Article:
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Adirondack Council Forever Adirondacks Campaign Director Aaron Mair in New Orleans at Environmental Justice Summit


Aaron Mair in New Orleans with WE Act of Harlem and Colleagues from the South

NEW ORLEANS, La. – Adirondack Council Forever Adirondacks Campaign Director Aaron Mair is participating this week in Justice40 Initiative: A Time for Righteous Investment, a retreat held by WE Act for Environmental Justice (West Harlem Environmental Action), the Deep South Center for Environmental Justice and Texas Southern University. 

The Justice40 Initiative was created in 2021 by the Biden White House to ensure that at least 40% of specific federal investments flow into disadvantaged communities that are “marginalized, underserved, and overburdened by pollution.” 

This is the first meeting of the initiative’s most effective boosters, which is designed to build a grassroots support and community-based organizations to advocate for: 

  • Transparent stakeholder engagement;  
  • Removal of bias and systemic racism embedded in federal programs;  
  • Use of federal investment to reduce pollution in environmental justice communities. 

The Justice40 Initiative’s first session will conclude on Wednesday, August 24. 

“The Adirondack Council is very happy to have a representative at this meeting,” said Adirondack Council Executive Director William C. Janeway.  “We want to work for environmental justice for all New York residents.  Aaron has the skills and experience to help this initiative succeed.”  

Mair was a pioneer in the environmental justice movement that works to reduce the pollution and other industrial impacts on poor, urban communities that are wedged into commercial and industrial areas. As a resident of Albany’s historic Arbor Hill community, he helped to found organizations and encourage activism that changed the city’s treatment of all BIPOC-majority neighborhoods.  

Mair is also an expert in using digital mapping technology to identify and address societal problems, having recently retired as an epidemiological spatial analyst for the state Department of Health.  Federal planners are also recognizing that some poor, rural communities have similar problems to poor, urban neighborhoods. That includes five areas of the Adirondack Park where economic conditions, poor public health outcomes, low income, blighted industrial sites and other problems persist. So, Mair is working toward both urban and rural solutions.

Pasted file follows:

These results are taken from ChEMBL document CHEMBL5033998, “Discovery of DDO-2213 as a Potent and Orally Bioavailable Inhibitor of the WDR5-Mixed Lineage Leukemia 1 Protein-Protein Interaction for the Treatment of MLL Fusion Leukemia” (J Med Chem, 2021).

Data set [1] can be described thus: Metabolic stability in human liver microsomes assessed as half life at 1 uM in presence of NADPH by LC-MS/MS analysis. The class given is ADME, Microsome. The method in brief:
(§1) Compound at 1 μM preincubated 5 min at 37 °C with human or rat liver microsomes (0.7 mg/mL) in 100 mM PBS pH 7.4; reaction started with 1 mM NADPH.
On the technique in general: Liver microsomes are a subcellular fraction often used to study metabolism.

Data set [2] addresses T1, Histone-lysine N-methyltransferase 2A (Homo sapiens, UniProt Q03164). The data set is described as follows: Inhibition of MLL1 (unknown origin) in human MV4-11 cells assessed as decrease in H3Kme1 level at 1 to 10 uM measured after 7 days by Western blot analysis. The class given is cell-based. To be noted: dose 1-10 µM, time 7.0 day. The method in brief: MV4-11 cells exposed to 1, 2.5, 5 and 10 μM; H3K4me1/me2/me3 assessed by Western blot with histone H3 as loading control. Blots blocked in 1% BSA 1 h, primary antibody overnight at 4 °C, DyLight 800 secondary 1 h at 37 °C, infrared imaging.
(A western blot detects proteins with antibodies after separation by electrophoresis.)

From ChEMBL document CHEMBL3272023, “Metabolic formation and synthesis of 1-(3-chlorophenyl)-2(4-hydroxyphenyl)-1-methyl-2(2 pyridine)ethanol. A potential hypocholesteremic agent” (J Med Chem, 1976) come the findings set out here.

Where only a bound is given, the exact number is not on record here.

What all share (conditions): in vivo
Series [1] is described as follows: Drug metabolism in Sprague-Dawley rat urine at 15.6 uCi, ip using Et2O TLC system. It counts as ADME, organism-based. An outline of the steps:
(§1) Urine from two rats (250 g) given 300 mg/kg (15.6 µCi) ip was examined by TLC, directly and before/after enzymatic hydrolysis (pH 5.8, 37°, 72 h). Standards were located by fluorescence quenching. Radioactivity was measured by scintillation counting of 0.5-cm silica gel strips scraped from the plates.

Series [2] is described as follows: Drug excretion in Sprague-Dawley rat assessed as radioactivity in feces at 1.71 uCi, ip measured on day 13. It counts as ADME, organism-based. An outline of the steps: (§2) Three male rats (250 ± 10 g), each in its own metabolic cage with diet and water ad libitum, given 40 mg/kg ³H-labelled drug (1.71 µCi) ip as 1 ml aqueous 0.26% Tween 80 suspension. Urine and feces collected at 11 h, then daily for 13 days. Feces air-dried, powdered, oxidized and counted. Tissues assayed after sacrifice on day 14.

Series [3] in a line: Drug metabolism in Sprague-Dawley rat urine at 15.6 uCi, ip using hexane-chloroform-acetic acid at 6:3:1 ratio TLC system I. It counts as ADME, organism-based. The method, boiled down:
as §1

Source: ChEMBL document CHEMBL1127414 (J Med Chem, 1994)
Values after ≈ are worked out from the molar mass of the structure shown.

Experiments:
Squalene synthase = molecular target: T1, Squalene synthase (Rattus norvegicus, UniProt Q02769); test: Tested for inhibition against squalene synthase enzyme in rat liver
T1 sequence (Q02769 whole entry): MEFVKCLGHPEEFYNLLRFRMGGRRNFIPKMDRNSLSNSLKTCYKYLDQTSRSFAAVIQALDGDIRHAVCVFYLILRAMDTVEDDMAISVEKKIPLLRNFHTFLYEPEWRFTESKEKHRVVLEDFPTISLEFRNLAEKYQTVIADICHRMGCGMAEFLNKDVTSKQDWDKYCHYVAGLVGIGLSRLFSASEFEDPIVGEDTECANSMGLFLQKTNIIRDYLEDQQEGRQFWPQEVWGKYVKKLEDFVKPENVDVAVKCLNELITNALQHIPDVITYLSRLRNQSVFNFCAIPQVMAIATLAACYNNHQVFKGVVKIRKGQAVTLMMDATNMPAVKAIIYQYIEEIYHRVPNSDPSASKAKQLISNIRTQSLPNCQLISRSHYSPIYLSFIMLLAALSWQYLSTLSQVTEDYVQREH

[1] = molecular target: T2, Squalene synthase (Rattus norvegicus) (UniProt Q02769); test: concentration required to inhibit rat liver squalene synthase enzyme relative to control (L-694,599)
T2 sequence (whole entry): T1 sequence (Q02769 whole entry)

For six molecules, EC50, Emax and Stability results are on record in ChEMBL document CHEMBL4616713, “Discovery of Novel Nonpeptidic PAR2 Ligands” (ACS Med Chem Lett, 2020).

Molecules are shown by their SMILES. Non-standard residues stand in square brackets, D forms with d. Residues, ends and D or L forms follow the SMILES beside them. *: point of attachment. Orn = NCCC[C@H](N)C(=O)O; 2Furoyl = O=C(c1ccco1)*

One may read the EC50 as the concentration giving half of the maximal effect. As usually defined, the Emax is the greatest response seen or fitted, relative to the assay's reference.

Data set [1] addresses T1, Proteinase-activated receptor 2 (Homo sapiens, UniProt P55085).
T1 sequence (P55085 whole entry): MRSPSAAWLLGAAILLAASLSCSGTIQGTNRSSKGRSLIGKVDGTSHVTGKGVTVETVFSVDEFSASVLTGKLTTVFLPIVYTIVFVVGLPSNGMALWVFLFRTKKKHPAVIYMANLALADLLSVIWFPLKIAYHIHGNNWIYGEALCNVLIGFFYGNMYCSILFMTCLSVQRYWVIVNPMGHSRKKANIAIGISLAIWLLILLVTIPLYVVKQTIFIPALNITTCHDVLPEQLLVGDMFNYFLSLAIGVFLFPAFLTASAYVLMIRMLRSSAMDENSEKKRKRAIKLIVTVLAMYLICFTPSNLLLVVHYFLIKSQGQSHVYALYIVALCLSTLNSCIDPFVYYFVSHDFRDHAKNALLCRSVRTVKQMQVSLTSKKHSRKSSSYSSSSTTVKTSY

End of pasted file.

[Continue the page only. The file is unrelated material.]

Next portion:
“This is a great opportunity to network with people facing similar problems and seeking similar investments and solutions,” said Mair.  “It is an honor to be asked to participate in this discussion.  It will be good for New York to have our voices heard in this conversation.  Our experience can help other states make progress too.  We have a long way to go, but getting a federal commitment to investments is the first big step toward success.” 

Other New York environmental justice voices at the retreat include Peggy Sheppard, Bob Bullard, and Dr. Beverly Wright of WE Act.  

According to the federal government’s Climate and Economic Justice Screening Tool used to identify overburdened and underserved communities, the five Adirondack areas center on: 

  • Southern Essex County around northern Schroon Lake and Paradox, where high energy costs are coupled with low incomes and few people with higher education degrees;  
  • Southern Lewis County, near Lyonsdale and Port Leyden, and Southern St. Lawrence County, near Cranberry Lake, which had similar criteria to southern Essex County; 
  • Western St. Lawrence County, near Russell, Fowler and Pitcairn, where unemployment is among the worst in the state (91st percentile) 
  • Southern Hamilton County, near Hope and Wells, where high rates of heart disease combined with high energy costs, low incomes and few college degrees. 

 Sections of small cities around the Adirondack Park also contain federally identified underserved/overburdened communities, including parts of Plattsburgh, Watertown, Utica, Glens Falls, Gloversville and Ogdensburg.    

Established in 1975, the Adirondack Council is a privately funded not-for-profit organization whose mission is to ensure the ecological integrity and wild character of the Adirondack Park. It is the largest environmental organization whose sole focus is the Adirondacks. 

The Council carries out its mission through research, education, advocacy and legal action. It envisions a Park with clean water and clean air, core wilderness areas, farms and working forests, and vibrant, diverse, welcoming, safe communities.  Adirondack Council advocates live in all 50 United States. 

For more information: 

John Sheehan, Adirondack Council, 518-441-1340 

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